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U.S. out of excuses after defeat in Trinidad leaves it out of World Cup

Max and Herc are joined by special guest Shaka Hislop to evaluate the United States' failure to qualify for the World Cup.
Max Bretos, Herculez Gomez and Shaka Hislop discuss what needs to change within U.S. Soccer after their qualifying failure.
Herculez Gomez says the U.S. are regressing rather than progressing in terms of player development.

COUVA, Trinidad -- Bruce Arena called it "disappointing." Michael Bradley referred to it as "a perfect storm." Omar Gonzalez said: "It's the worst day of my career."

No doubt, everyone associated with the U.S. national team is hurting in their own way, but Gonzalez's comment seemed to crystallize the pain that was a byproduct of the 2-1 defeat to Trinidad & Tobago -- a result that, when combined with scores from elsewhere, resulted in the U.S. being eliminated from World Cup qualifying for the first time since the 1986 cycle.

"I just want to say sorry to the fans, all the U.S. fans that were pulling for us, that wanted to go to Russia, that believed in us," Gonzalez said. "We let down an entire nation today."

It's a result that is difficult to process on many levels. But let's be clear: It's the most embarrassing defeat in U.S. soccer history and one that will be impossible for this group of players and coaches to live down.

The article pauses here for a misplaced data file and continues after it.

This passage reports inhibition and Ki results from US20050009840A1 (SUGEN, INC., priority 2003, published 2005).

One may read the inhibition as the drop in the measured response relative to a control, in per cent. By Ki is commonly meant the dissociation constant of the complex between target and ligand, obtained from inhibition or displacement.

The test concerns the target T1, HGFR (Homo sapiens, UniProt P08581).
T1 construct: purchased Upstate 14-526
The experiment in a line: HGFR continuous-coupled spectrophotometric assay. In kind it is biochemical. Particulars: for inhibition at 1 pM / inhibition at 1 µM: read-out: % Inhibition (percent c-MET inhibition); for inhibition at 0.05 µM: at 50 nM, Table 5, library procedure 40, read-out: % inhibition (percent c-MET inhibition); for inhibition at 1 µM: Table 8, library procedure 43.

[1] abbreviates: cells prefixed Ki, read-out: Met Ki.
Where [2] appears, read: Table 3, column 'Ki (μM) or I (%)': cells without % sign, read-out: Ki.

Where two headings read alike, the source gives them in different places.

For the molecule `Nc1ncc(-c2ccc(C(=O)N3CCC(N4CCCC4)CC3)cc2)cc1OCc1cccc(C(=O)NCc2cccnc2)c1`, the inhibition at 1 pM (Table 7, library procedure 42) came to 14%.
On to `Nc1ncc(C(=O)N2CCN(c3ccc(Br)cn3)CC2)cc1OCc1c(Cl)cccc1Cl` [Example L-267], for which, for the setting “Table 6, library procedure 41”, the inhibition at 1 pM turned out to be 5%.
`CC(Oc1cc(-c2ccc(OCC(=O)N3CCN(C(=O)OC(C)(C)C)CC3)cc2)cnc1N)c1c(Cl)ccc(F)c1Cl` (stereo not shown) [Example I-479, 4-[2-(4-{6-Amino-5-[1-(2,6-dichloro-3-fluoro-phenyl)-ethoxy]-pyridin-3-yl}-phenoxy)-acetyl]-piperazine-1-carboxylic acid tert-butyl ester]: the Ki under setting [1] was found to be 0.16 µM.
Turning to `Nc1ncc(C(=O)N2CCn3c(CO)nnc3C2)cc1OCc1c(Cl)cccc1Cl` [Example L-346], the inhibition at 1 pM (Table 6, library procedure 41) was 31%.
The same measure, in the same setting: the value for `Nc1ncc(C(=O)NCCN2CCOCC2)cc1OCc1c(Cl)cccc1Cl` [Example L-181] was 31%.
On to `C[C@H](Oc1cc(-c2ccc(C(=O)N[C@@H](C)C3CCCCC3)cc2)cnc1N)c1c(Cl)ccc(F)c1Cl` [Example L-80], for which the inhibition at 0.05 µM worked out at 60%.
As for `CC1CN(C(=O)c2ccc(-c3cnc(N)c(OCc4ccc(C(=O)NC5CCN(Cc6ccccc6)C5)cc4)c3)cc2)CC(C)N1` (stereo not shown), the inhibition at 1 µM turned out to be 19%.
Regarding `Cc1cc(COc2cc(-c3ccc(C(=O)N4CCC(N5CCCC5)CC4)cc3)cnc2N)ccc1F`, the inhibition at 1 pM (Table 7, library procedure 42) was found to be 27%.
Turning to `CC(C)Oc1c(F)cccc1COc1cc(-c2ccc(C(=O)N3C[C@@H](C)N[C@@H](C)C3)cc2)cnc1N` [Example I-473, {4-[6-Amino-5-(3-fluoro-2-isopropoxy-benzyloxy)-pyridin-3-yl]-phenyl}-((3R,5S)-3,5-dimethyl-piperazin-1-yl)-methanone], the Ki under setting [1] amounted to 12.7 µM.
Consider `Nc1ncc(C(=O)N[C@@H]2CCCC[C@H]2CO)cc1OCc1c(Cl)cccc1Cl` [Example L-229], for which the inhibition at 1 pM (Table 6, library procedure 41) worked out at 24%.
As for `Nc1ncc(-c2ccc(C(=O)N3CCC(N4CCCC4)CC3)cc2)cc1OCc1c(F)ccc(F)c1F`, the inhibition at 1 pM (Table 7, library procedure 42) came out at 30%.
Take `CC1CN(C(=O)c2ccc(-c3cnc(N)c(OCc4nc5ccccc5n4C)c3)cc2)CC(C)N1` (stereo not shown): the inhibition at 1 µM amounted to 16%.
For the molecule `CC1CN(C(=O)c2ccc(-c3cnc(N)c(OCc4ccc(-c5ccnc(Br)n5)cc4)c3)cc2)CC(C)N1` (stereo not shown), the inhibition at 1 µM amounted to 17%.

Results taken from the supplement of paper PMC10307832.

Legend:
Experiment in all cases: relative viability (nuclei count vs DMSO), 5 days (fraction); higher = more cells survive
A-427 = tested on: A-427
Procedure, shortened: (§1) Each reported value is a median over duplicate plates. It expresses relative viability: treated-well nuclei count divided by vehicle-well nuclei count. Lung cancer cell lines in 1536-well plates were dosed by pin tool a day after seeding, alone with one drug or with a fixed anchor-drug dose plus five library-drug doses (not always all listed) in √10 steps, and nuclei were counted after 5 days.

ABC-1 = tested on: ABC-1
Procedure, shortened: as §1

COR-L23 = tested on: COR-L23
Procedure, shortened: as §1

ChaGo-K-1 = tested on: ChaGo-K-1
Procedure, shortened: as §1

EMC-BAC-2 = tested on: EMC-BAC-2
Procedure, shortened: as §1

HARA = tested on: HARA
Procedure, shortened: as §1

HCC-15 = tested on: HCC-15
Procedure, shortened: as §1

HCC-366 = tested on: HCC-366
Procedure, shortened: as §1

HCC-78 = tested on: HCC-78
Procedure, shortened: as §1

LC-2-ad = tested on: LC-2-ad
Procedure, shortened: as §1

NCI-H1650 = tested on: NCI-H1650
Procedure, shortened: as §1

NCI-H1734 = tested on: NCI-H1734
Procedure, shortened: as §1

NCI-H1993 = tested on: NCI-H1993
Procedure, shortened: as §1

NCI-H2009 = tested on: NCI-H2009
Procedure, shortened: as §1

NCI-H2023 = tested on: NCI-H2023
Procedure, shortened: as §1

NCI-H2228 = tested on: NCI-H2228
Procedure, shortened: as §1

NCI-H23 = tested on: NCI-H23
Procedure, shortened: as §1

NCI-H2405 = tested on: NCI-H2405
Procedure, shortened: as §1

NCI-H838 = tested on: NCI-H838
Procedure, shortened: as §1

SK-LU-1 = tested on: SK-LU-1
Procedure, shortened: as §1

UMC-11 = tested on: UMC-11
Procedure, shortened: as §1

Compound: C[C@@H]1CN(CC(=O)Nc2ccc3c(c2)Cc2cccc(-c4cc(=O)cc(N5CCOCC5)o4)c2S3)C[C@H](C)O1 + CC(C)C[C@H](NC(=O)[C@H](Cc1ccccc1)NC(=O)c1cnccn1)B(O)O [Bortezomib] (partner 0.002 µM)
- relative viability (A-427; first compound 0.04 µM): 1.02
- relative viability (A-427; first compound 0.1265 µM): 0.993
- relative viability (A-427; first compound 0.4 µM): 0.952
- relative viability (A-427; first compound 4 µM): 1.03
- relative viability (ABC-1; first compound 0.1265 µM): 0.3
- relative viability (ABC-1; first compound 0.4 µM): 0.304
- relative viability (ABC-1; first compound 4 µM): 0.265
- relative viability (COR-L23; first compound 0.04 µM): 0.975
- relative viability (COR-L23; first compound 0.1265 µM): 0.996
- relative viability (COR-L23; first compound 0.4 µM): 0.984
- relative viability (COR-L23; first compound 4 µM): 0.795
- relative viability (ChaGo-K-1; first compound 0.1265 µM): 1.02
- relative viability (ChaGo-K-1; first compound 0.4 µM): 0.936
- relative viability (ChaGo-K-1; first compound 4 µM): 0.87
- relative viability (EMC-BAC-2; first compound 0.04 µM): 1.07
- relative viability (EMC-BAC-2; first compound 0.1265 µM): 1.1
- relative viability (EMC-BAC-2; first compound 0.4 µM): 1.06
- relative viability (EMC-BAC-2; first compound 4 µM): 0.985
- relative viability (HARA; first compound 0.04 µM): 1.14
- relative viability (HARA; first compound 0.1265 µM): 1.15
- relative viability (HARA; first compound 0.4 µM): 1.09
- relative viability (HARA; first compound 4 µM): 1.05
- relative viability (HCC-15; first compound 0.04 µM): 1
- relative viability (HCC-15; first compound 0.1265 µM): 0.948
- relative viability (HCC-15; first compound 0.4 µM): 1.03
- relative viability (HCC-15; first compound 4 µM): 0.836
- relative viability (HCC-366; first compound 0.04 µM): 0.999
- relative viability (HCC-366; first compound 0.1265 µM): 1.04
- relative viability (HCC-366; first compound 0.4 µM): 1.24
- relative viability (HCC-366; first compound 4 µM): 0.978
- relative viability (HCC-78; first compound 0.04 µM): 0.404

Trinidad and TobagoTrinidad and Tobago
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CONCACAF is a massively forgiving region from which to qualify. And the Americans were in control of their destiny going up against a team that had nothing to play for. The U.S. roster and starting lineup had loads of experience compared to their T&T counterparts and the team had a manager, in Arena, who had led the U.S. to the World Cup on two previous occasions.

So what happened? The U.S. essentially sleepwalked through the first 45 minutes of the match, and was second best in too many phases. The half ended with T&T deservedly two goals up. The first came from a Gonzalez own goal in the 17th minute, in which T&T forward Shahdon Winchester got a faint touch to a cross, which deflected off Gonzalez's shin and looped over Tim Howard in the U.S. goal.

"It's one of the most unlucky goals ever I think for myself," Gonzalez said. "It's one that will haunt me forever."